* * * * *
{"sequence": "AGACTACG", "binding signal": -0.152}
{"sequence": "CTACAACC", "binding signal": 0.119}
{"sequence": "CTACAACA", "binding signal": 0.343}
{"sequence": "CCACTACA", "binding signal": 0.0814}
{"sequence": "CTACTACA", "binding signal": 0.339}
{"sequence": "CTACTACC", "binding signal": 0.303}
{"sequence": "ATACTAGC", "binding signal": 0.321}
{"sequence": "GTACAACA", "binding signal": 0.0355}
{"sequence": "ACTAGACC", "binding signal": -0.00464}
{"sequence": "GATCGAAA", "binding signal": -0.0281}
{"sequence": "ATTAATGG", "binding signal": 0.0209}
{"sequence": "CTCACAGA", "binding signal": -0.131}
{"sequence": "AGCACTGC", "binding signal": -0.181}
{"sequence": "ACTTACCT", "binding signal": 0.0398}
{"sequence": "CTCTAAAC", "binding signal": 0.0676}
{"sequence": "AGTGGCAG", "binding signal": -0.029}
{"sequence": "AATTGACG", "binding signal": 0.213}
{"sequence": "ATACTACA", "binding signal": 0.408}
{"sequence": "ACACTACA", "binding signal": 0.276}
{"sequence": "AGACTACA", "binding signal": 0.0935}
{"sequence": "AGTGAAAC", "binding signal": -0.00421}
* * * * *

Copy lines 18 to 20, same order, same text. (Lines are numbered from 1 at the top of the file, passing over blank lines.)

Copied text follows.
{"sequence": "ATACTACA", "binding signal": 0.408}
{"sequence": "ACACTACA", "binding signal": 0.276}
{"sequence": "AGACTACA", "binding signal": 0.0935}